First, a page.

By Craig Neil
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The Isle of Harris is situated in the Outer Hebrides where it borders the Isle of Lewis on its northern side and the isle of North Uist to the south.
This is one of the most popular tourist destinations in Scotland’s Western Isles, primarily because Harris is home to some of the best beaches in the country and features a wild and rugged coastline that’s second to none for wildlife.
Discover the Isle of Harris in this complete visitor guide which includes an overview, handy visiting advice, and suggestions for things to do while you’re on this incredible island.
Isle of Harris,
|Opening Hours:||The Isle of Harris is accessible 24/7 365 days a year. Access is dependent on Calmac ferry sailings.|
|Parking:||Tarbert gin distillery: postcode HS3 3DJ
Luskentyre beach: postcode HS3 3HL
Clisham mountain: postcode HS3 3AQ
Scalpay (Eilean Glas lighthouse): postcode HS4 3YG
Huisinis Gateway: postcode HS3 3AY
|Facilities:||Tarbert: Gift shops, grocery shops, public toilets, car park, cafes, restaurants, ferry terminal.
Huisinis Gateway: Car park, picnic benches, toilets, showers, tourist information, waste bins, freshwater standpipe.
1: The Isle of Harris is one of the most scenic islands in the Outer Hebrides. The northern half is home to a dramatic mountain range which includes the highest summit in the Western Isles as well as the attractive Isle of Scalpay and the wildlife haven of the Hushinish peninsula.
South Harris, meanwhile, is flatter and offers visitors the chance to enjoy some of Scotland’s finest beaches including the incomparable Luskentyre and Sgarasta Mhor.
2: The mountain range on Harris is definitely worth visiting for anyone that loves hiking around Scotland’s wildest regions. The highlight has to be Clisham which can be climbed on a direct – but steep – ascent from a car park on the A859.
The return route is only around 3.5 miles but the views at every step are nothing short of breathtaking.
3: The largest village on Harris is Tarbert which has a number of attractions including the main Harris Tweed outlet, the Harris Gin Distillery which offers tours and tastings as well as a cafe, a ferry terminal with connections to Skye, and the majority of the island’s facilities including grocery stores and gift shops.
Tarbert is a good option for accommodation as it’s centrally located and offers easy access to Scalpay, Luskentyre, and the North Harris mountains.
1: Luskentyre is one of the main attractions on Harris which means it’s also one of the busiest. If you’re thinking of heading there in the peak season I suggest travelling as early in the day as possible to secure a parking space.
There’s a car park at the end of the road leading to the beach with space for around 30 cars. However, if you’re travelling with a campervan you’ll find it easier to park on one of the roadside camping spots on Losgaintir Road.
2: There aren’t many places to eat on Harris but Tarbert has a nice pub and a restaurant at the Harris Hotel which is a wee bit dated but has friendly staff and quality food.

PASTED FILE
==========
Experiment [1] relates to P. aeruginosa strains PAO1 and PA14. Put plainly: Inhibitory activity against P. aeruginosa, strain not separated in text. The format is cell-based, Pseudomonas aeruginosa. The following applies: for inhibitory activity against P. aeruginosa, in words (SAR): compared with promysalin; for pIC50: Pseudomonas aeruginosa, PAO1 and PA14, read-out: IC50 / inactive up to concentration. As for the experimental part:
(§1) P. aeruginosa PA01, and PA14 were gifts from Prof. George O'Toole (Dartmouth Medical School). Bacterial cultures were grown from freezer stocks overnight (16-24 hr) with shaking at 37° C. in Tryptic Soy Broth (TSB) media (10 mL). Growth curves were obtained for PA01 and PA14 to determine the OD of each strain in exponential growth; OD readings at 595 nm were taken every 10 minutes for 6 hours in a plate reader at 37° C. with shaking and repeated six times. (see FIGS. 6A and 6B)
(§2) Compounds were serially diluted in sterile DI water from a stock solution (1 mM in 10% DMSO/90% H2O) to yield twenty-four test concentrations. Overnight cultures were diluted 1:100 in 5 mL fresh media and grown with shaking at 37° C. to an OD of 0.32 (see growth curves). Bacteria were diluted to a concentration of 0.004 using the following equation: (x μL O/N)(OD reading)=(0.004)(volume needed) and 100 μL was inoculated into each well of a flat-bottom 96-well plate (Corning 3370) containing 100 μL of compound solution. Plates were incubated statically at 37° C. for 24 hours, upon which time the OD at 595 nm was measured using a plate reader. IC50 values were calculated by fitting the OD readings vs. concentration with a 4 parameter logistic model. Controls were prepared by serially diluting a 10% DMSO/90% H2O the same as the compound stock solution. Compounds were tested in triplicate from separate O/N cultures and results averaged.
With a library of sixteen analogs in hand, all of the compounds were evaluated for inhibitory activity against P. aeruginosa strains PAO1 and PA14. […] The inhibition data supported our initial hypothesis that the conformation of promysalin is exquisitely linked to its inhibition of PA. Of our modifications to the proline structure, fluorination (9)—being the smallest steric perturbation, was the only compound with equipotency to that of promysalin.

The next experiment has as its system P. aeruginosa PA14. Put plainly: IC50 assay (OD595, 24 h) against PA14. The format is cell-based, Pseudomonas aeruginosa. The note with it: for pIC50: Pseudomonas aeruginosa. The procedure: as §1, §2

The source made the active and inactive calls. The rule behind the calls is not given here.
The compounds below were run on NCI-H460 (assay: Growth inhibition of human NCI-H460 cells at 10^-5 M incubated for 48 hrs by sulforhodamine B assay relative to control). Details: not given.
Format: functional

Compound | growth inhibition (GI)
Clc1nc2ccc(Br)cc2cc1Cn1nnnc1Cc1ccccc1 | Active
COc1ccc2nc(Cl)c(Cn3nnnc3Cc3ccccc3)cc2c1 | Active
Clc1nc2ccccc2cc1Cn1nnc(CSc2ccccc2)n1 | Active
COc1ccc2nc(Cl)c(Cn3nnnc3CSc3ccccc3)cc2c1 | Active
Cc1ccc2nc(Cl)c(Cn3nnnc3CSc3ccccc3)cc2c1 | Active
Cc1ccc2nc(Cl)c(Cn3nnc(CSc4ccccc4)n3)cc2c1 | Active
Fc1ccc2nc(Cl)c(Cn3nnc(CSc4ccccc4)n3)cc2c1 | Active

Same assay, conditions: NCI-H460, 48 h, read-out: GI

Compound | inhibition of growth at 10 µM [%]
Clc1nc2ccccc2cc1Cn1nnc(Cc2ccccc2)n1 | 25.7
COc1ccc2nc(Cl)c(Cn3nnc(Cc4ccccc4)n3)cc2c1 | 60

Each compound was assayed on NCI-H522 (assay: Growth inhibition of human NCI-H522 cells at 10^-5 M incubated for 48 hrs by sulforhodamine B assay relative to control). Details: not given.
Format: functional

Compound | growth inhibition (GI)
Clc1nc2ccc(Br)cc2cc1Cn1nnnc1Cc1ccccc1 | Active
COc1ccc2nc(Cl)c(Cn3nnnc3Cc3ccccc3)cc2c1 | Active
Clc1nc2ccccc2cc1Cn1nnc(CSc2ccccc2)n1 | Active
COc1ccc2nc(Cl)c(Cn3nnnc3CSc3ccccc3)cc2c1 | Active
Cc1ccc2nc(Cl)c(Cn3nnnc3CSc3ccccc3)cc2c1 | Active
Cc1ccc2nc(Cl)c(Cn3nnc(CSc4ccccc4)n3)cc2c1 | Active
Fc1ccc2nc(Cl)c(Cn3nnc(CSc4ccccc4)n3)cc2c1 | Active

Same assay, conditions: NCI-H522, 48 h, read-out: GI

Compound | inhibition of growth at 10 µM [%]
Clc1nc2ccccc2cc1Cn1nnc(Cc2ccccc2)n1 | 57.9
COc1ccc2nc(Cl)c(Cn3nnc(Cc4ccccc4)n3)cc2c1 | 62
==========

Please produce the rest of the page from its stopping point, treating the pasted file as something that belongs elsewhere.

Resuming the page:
If you’d prefer a coffee and a snack I recommend heading a half-mile down the road to the gin distillery which has a very good cafe inside it.
3: A must-do on Harris is walking along the route that leads to the North Harris Eagle Observatory. This is (in my opinion) the most scenic part of the island thanks to a combination of soaring mountain peaks and secluded lochs that surround the trail.
There’s a small car park at the start of the observatory footpath which leads directly onto a gravel track so it’s a relatively easy way to enjoy the mountain range.
The more adventurous can continue past the observatory and walk into the shadows of the Uisgneabhal Mòr, Teileasbhal and Stuabhal mountains on a superb 12-mile circular walking route.
The Outer Hebrides – also known as the Western Isles – is situated approximately 30 miles off the west coast of the Scottish mainland.
These last two islands – Harris and Lewis – comprise the largest land mass in the island chain, although they are, in reality, one single island.
Lewis lies to the north and Harris lies to the south, with the border between them consisting of a mountain range that entirely cuts off one side from the other.
Until the modern A859 road was built it was incredibly difficult to travel between the two sides of Harris and Lewis so the islanders that lived there identified themselves as either Harray (meaning ‘higher’) or Leogach (meaning ‘marshy’), which in time became translated as Harris and Lewis when English became the prominent language in Scotland.
There are a few major differences between Harris and Lewis, with Lewis being much larger, much flatter, and having many more freshwater lochs.
Harris, meanwhile, has a more mountainous landscape and more islands surrounding it and it’s arguably more scenic, especially around the coastline.
Harris is itself considered to be two different areas – North Harris and South Harris – which are separated by a thin strip of land between West Loch Tarbert and East Loch Tarbert.
The land between these two sea lochs is the location for the village of Tarbert which is Harris’s main settlement and also the main entry point to the island thanks to a ferry terminal which operates regular return sailings to the Isle of Skye.